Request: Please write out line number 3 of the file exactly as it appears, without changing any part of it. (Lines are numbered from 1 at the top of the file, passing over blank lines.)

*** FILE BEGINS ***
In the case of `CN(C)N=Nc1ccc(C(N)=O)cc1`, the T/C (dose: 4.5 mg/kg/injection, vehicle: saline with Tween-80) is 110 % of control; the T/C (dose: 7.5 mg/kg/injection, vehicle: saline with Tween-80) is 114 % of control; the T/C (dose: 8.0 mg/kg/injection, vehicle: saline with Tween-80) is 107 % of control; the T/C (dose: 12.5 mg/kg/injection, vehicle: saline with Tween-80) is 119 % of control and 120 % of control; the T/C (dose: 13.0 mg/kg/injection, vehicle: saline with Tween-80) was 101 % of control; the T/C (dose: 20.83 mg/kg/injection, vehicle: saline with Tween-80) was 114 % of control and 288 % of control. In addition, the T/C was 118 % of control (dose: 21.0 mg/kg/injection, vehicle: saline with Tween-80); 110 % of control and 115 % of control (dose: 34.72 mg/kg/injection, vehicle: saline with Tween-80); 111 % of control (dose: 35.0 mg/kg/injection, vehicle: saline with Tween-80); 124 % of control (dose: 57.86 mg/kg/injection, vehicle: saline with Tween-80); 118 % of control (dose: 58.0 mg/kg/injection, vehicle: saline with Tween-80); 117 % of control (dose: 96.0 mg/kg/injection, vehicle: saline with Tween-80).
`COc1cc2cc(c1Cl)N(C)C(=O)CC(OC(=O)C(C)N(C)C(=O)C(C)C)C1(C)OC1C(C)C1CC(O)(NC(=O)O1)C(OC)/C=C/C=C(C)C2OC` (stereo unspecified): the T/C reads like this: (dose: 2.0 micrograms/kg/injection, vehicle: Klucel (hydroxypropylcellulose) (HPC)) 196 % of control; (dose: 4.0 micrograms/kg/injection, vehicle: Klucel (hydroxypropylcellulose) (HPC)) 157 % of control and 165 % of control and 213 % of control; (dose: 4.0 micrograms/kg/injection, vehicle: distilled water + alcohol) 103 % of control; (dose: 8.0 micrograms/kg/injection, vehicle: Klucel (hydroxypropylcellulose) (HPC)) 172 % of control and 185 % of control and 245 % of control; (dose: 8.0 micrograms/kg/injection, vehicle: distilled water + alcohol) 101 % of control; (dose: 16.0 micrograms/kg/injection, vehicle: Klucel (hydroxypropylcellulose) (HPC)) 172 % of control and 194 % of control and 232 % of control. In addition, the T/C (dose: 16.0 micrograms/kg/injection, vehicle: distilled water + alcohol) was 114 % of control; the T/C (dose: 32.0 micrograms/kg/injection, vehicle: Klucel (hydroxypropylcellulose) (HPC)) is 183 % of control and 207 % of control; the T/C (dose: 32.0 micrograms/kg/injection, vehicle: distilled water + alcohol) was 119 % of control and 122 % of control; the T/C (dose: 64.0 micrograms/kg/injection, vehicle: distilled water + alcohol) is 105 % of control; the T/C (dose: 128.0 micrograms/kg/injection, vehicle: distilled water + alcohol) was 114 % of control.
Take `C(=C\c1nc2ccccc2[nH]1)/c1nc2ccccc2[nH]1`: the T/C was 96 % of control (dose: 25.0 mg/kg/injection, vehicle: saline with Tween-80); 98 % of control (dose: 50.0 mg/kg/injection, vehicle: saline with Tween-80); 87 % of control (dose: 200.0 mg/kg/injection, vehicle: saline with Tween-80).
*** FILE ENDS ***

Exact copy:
Take `C(=C\c1nc2ccccc2[nH]1)/c1nc2ccccc2[nH]1`: the T/C was 96 % of control (dose: 25.0 mg/kg/injection, vehicle: saline with Tween-80); 98 % of control (dose: 50.0 mg/kg/injection, vehicle: saline with Tween-80); 87 % of control (dose: 200.0 mg/kg/injection, vehicle: saline with Tween-80).